The first step to financial independence is a TFSA. These accounts allow your capital to grow tax-free for life. Withdrawals are also tax-free. That’s a big advantage versus RRSPs, which will incur a tax bill upon withdrawal.
Once you open a TFSA, the next step is to build wealth. Most investors rush to find lucrative stocks. That’s a mistake. Instead of focusing on stock selection, you should first establish a contribution schedule.
Automated contributions are perhaps the best-kept secret in finance. They’re a sure-fire way to build massive amounts of wealth. A $500 contribution can quickly turn into $150,000. Let’s explore how they work.
Humans are animals
The first thing to know is that humans are animals. We’ve built civilizations, cured diseases, and even landed on the moon, but the circuitry in our brains is still thousands of years old. That means our ancient brains aren’t always well-attuned to the modern world.
Take saving, for example. We all know that sacrificing for the future is important, but most of us fail to do it. A lot of this failure can be attributed to the way our brains are wired. In the wild, long-term planning is a luxury. Those that maximize short-term gain are often the ones that remain alive to see another day.
The modern world is different, of course. Most of us will never face off with a predator. If we forego the opportunity of food, we’ll likely get another chance in a few hours, possibly minutes. Our animal brains simply aren’t suited to saving for decades at a time.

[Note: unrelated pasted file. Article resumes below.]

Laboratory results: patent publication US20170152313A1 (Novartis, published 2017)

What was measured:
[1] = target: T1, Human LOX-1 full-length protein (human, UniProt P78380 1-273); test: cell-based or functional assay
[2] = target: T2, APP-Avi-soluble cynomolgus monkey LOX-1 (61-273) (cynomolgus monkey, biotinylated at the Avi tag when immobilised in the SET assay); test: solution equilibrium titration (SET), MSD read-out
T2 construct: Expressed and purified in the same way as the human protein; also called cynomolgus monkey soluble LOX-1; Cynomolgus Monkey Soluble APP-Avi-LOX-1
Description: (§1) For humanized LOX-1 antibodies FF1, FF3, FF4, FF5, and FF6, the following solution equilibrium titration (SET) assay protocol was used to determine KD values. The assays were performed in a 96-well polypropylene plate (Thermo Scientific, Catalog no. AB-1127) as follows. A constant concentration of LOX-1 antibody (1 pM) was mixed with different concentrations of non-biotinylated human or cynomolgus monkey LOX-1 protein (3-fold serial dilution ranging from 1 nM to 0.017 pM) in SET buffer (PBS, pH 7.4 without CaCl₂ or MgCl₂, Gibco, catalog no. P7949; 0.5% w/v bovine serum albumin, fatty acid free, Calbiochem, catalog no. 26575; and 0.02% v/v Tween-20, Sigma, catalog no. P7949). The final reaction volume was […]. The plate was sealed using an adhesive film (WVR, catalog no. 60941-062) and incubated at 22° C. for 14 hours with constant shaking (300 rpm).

But that’s okay! You can actually hack your brain into submission using a few simple tricks.
Behavioural psychologists have identified a phenomenon knows as the default choice. This is the choice you’ll wind up with if you opt to do nothing at all. If I give you a chicken sandwich, and then say that you must inform me if you want to trade for a turkey sandwich, your default option is the chicken sandwich, for if you do nothing, that is the sandwich you’ll end up with.
Most of the time, humans will choose the default option. Maybe we’re lazy, or maybe we’re fearful of change. Whatever the reason, researchers have proven that humans naturally tend toward the default option, even if it’s not in their self-interest.
What’s your default option when it comes to contributing to your TFSA? If you do nothing, you’ll contribute nothing. Millions of Canadians save little to no money in their TFSAs, and when they do, it’s usually on an irregular basis.
Game the system
Now it’s time to game the system. Nearly all TFSAs allow you to establish recurring deposits. For example, you can have $100 per week transferred from your bank account to your investment account. Once established, you don’t have to lift a finger for the transfers to occur. This becomes your default option. You actually have to expend energy to avoid investing each and every week.
Establishing recurring deposits will make it significantly more likely that you’ll meet your long-term investment goals. It’s a simple set-it-and-forget-it scenario.
In 2020, the annual maximum TFSA contribution is set at $6,000. That’s $500 per month. If you earned 10% annual returns and established recurring deposits of $500 per month, you’ll reach $150,000 in just 13 years. After 30 years, you’ll exceed $1 million!
Investing is a simple game. The only ingredients are contributions, rate of return, and time.
For time, all you have to do is wait. For contributions, simply establish recurring deposits. Increasing your rate of return is the toughest part, but a bit of research can go a long way.
This article represents the opinion of the writer, who may disagree with the “official” recommendation position of a Motley Fool premium service or advisor. We’re Motley! Questioning an investing thesis — even one of our own — helps us all think critically about investing and make decisions that help us become smarter, happier, and richer, so we sometimes publish articles that may not be in line with recommendations, rankings or other content.
Fool contributor Ryan Vanzo has no position in any stocks mentioned.